Todd Heatherton

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Todd F. Heatherton is a former professor in the Department of Psychological and Brain Sciences at Dartmouth College who retired following an external investigation into sexual harassment allegations made against him which recommended his firing. He is banned from entering Dartmouth College's campus.[1] He was an Associate Editor of the Journal of Cognitive Neuroscience. His recent research uses a social brain science approach, which combines theories and methods of evolutionary psychology, social cognition, and cognitive neuroscience to examine social behavior.[2] He was President of the Society for Personality and Social Psychology in 2011.[3]

Sexual misconduct allegation and dismissal[edit]

In October 2017, Heatherton was placed on paid leave from Dartmouth as the result of a "sexual misconduct" investigation launched by Dartmouth College. The New Hampshire attorney general, the Grafton county attorney's and sheriff's offices, and the Hanover police opened a criminal investigation in response.[4][5][6] New York University revoked his visiting scholar affiliation with their Department of Psychology.[7] Heatherton's attorneys have released a statement saying that he is cooperating with the investigation and that, "he has engaged in no sexual relations with any student."[8] The statement also says that "Dr. Heatherton’s year away from Dartmouth is wholly unrelated to the investigation, as he was awarded a Senior Faculty Grant in October 2016 to facilitate a long-planned sabbatical, and he has utilized it for the 2017-2018 academic year. His sabbatical leave began on July 1, before he learned of the investigation."[8] On June 14, 2018, the President of Dartmouth College announced that Heatherton's tenure had been revoked and that he was terminated effective immediately, though he is still able to retire with the College.[9] He is banned from entering campus property or attending College events.[1]

The university has not released any specifics of their investigation;[1] however, a tenured professor of psychology at the University of California, Davis alleged that Heatherton groped her at an academic conference in 2002 while she was still a graduate student.[10]


Much of Heatherton's work has concentrated on examining the relationship between adolescent smoking and film[citation needed]. His work has helped to shed light on the strong relationship between children witnessing film's with smoking characters, and the initiation of adolescent smoking. Along with colleagues, Heatherton has helped to isolate risk factors, including access to movies online and low parental restrictions on film, to an increased likelihood of adolescent smoking.[pub 1] He has also conducted research concerning the neurological underpinnings of smoking addiction.[pub 2]

Heatherton has also conducted a great amount of research concerning the risk factors of bulimia nervosa, using the Eating Disorder Inventory. His work has helped to reaffirm perfectionism, low self-esteem, and a negative perceived weight status as risk factors for bulimia, while asserting that age could be a modifier in onset among at-risk individuals.[pub 3] A 20-year longitudinal study has also shown that marriage and children could be a modifier in bulimia in women.[pub 4] His work has also isolated low self-efficacy as a more succinct risk factor for bulimia than the multi-faceted dimension of self-esteem.[pub 5]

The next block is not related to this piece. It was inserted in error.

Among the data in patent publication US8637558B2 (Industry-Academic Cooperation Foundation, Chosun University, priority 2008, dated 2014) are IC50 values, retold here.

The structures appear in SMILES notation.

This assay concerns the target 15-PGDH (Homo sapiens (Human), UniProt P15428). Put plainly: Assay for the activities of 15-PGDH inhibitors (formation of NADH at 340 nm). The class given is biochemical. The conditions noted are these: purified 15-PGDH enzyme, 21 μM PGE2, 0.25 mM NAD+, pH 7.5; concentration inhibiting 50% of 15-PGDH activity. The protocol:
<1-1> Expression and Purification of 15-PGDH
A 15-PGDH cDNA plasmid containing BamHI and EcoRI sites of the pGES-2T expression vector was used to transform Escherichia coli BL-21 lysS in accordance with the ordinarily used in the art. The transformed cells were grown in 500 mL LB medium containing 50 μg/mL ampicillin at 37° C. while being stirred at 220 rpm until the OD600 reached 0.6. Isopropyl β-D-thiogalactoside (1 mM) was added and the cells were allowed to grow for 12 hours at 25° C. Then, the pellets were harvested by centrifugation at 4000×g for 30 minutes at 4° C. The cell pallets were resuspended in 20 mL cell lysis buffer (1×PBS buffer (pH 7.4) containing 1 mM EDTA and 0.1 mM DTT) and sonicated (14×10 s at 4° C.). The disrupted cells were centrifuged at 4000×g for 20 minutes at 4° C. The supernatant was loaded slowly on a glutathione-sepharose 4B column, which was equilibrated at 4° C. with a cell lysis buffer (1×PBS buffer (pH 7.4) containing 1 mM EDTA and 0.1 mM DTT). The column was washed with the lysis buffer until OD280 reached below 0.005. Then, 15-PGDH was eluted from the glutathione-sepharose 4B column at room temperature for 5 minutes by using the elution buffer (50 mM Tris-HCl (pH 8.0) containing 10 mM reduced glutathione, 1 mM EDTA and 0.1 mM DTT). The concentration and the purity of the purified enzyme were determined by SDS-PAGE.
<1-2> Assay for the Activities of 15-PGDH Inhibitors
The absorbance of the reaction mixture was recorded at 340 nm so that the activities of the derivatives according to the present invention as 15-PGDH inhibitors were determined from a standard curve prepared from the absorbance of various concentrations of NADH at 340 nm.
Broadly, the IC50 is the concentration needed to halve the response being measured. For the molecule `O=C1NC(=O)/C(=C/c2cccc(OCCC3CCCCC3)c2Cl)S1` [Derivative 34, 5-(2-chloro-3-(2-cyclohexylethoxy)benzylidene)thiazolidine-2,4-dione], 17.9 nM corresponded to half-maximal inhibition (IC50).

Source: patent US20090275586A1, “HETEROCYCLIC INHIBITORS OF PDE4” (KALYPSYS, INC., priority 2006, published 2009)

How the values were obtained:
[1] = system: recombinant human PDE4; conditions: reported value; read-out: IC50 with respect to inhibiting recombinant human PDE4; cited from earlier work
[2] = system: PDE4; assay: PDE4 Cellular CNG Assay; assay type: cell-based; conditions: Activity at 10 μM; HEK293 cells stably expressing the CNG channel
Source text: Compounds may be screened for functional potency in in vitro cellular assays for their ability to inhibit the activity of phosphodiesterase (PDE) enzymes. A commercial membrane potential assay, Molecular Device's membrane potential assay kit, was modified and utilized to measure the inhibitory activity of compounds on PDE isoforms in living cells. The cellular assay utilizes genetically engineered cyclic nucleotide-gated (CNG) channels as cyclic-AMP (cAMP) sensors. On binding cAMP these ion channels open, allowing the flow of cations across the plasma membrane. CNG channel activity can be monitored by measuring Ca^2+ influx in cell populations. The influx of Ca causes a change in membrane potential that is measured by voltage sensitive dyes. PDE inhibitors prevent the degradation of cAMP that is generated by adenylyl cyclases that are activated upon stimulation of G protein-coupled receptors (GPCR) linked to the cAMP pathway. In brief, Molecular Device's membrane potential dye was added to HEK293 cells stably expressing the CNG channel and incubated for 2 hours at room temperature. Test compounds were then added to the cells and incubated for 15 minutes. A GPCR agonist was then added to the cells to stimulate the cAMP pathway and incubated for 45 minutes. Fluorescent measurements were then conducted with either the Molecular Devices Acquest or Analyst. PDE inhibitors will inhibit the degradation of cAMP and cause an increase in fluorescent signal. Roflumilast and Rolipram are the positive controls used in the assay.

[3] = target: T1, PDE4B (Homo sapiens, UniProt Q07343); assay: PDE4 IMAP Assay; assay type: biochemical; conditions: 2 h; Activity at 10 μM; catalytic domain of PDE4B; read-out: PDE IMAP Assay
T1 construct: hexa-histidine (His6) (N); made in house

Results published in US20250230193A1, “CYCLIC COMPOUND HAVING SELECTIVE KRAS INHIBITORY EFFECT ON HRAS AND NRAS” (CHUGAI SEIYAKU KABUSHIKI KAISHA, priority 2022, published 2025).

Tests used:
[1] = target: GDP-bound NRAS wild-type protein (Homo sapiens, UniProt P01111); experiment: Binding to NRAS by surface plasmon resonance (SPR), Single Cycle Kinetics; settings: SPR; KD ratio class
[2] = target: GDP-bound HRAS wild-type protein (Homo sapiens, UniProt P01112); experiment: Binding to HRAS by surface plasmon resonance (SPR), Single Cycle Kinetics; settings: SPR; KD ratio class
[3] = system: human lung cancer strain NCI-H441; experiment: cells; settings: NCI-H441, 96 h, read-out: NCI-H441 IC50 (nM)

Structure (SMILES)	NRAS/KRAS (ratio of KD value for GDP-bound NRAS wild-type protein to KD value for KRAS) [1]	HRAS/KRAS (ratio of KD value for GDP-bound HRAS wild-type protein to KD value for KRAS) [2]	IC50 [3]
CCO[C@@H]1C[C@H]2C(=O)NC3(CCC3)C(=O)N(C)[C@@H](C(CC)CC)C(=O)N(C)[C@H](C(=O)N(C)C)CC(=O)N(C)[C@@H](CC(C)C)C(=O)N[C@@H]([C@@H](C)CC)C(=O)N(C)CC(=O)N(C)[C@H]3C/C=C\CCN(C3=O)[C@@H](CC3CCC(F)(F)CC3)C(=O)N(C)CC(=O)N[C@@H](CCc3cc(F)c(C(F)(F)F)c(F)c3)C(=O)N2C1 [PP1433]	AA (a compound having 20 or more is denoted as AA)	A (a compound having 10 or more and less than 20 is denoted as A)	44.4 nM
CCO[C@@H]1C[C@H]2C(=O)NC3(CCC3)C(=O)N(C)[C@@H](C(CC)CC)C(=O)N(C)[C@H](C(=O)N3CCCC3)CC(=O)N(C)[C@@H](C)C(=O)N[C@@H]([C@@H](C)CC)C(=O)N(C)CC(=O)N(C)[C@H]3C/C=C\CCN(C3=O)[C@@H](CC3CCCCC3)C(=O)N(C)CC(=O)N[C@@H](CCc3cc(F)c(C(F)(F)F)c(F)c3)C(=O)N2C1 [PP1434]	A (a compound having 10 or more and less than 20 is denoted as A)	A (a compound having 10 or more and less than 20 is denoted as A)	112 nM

Heatherton's recent work has concentrated on the study of social neuroscience.[citation needed]

Selected publications[edit]

  1. ^ Dalton, M.A., Sargent, J.D., Beach, M., Titus-Ernstoff, L., Gibson, J.J., Ahrens, M.B., Tickle, J., & Heatherton, T.F. (2003). Effect of viewing smoking in movies on adolescent smoking initiation: A Cohort Study
  2. ^ Wagner, D.D., Dal Cin, S., Sargent, J.D., Kelley, W.M., & Heatherton, T.F. (2011). Spontaneous action representation in smokers when watching movie characters smoke. Journal of Neuroscience,31, 894-898.
  3. ^ Holm-Denoma, J.M., Gordon, K.H., Bardone, A.M., Vohs, K.D., Abramson, L.Y., Heatherton, T.F., & Joiner, T.E. (2005). A test of an interactive model of bulimic symptomatology in adult women. Behavior Therapy, 36, 311-321.
  4. ^ Keel, P. K., Baxter, M. G., Heatherton, T. F., & Joiner, T. E. (2007). A 20-year longitudinal study of body weight, dieting, and eating disorder symptoms. Journal of Abnormal Psychology, 116, 422-432.
  5. ^ Bardone-Cone, A.M., Abramson, L.Y., Vohs, K.D., Heatherton, T.F., & Joiner, T.E., Jr. (2006). Predicting bulimic symptoms: An interactive model of self-efficacy, perfectionism, and perceived weight status. Behaviour Research and Therapy, 44, 27-42.


  1. ^ a b c "The Dartmouth Senior Staff" (14 Jun 2018). "Heatherton retires following sexual misconduct allegations". The Dartmouth. Retrieved 14 Jun 2018.
  2. ^ "Todd F. Heatherton Home Page". 2013-02-14. Retrieved 2013-04-09.
  3. ^ "Previous Officers of SPSP". SPSP. Retrieved 10 April 2013.
  4. ^ Hoisington, Sam (31 Oct 2017). "3 Dartmouth Professors Are Target of State Attorney General's 'Sexual Misconduct' Investigation". The Chronicle of Higher Education. Retrieved 31 Oct 2017.
  5. ^ "State Investigates Sexual Misconduct Allegations". Dartmouth News. 31 Oct 2017. Retrieved 31 Oct 2017.
  6. ^ "Dartmouth College Professors Investigated for Alleged Sexual Misconduct". The New York Times. 31 Oct 2017. Retrieved 31 Oct 2017.
  7. ^ "NYU Fires Dartmouth Visiting Scholar After Allegations of Sexual Misconduct". Washington Square News. 7 Nov 2017. Retrieved 1 Dec 2017.
  8. ^ a b "Todd Heatheron Statement". Valley News. 31 October 2017. Retrieved 2 Dec 2017.
  9. ^ Hanlon, Phil (14 June 2018). "Dartmouth Faculty Disciplinary Process Update". Retrieved 16 November 2018.
  10. ^ Engber, Daniel (13 Nov 2017). "Three Dartmouth Psychology Professors Are Under Investigation for "Sexual Misconduct"". Slate. Retrieved 1 Dec 2017.